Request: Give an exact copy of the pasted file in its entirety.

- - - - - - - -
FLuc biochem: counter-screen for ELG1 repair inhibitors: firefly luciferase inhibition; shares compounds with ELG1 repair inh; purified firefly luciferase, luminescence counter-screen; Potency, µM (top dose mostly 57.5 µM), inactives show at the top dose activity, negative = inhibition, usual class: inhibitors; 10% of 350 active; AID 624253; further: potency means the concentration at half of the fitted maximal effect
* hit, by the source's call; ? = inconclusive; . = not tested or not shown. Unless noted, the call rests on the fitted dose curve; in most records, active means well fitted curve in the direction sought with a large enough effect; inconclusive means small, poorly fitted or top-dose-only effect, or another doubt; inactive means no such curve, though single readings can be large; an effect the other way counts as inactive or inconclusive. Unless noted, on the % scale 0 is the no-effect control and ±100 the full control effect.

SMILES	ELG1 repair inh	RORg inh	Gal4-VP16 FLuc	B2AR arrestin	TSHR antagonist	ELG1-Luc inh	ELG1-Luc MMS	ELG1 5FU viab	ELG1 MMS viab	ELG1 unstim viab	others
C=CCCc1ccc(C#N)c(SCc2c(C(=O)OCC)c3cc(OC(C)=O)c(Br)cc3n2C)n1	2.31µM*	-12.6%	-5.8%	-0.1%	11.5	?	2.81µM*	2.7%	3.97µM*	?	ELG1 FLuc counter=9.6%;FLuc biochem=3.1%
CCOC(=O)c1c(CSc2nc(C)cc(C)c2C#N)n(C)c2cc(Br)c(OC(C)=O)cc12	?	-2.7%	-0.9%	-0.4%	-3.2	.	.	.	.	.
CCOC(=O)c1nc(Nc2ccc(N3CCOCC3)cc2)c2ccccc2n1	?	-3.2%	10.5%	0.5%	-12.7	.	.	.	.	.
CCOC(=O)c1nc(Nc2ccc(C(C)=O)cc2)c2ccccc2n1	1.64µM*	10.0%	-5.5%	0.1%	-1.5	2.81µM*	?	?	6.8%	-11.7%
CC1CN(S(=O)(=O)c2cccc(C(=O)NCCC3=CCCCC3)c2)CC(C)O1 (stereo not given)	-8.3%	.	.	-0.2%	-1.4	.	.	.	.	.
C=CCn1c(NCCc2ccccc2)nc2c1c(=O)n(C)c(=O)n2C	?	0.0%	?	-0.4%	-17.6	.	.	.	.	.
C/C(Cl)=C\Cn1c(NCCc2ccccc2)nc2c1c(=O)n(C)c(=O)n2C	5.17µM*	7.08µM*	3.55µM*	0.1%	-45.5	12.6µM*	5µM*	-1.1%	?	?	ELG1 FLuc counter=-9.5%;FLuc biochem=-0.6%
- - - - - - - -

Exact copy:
FLuc biochem: counter-screen for ELG1 repair inhibitors: firefly luciferase inhibition; shares compounds with ELG1 repair inh; purified firefly luciferase, luminescence counter-screen; Potency, µM (top dose mostly 57.5 µM), inactives show at the top dose activity, negative = inhibition, usual class: inhibitors; 10% of 350 active; AID 624253; further: potency means the concentration at half of the fitted maximal effect
* hit, by the source's call; ? = inconclusive; . = not tested or not shown. Unless noted, the call rests on the fitted dose curve; in most records, active means well fitted curve in the direction sought with a large enough effect; inconclusive means small, poorly fitted or top-dose-only effect, or another doubt; inactive means no such curve, though single readings can be large; an effect the other way counts as inactive or inconclusive. Unless noted, on the % scale 0 is the no-effect control and ±100 the full control effect.

SMILES	ELG1 repair inh	RORg inh	Gal4-VP16 FLuc	B2AR arrestin	TSHR antagonist	ELG1-Luc inh	ELG1-Luc MMS	ELG1 5FU viab	ELG1 MMS viab	ELG1 unstim viab	others
C=CCCc1ccc(C#N)c(SCc2c(C(=O)OCC)c3cc(OC(C)=O)c(Br)cc3n2C)n1	2.31µM*	-12.6%	-5.8%	-0.1%	11.5	?	2.81µM*	2.7%	3.97µM*	?	ELG1 FLuc counter=9.6%;FLuc biochem=3.1%
CCOC(=O)c1c(CSc2nc(C)cc(C)c2C#N)n(C)c2cc(Br)c(OC(C)=O)cc12	?	-2.7%	-0.9%	-0.4%	-3.2	.	.	.	.	.
CCOC(=O)c1nc(Nc2ccc(N3CCOCC3)cc2)c2ccccc2n1	?	-3.2%	10.5%	0.5%	-12.7	.	.	.	.	.
CCOC(=O)c1nc(Nc2ccc(C(C)=O)cc2)c2ccccc2n1	1.64µM*	10.0%	-5.5%	0.1%	-1.5	2.81µM*	?	?	6.8%	-11.7%
CC1CN(S(=O)(=O)c2cccc(C(=O)NCCC3=CCCCC3)c2)CC(C)O1 (stereo not given)	-8.3%	.	.	-0.2%	-1.4	.	.	.	.	.
C=CCn1c(NCCc2ccccc2)nc2c1c(=O)n(C)c(=O)n2C	?	0.0%	?	-0.4%	-17.6	.	.	.	.	.
C/C(Cl)=C\Cn1c(NCCc2ccccc2)nc2c1c(=O)n(C)c(=O)n2C	5.17µM*	7.08µM*	3.55µM*	0.1%	-45.5	12.6µM*	5µM*	-1.1%	?	?	ELG1 FLuc counter=-9.5%;FLuc biochem=-0.6%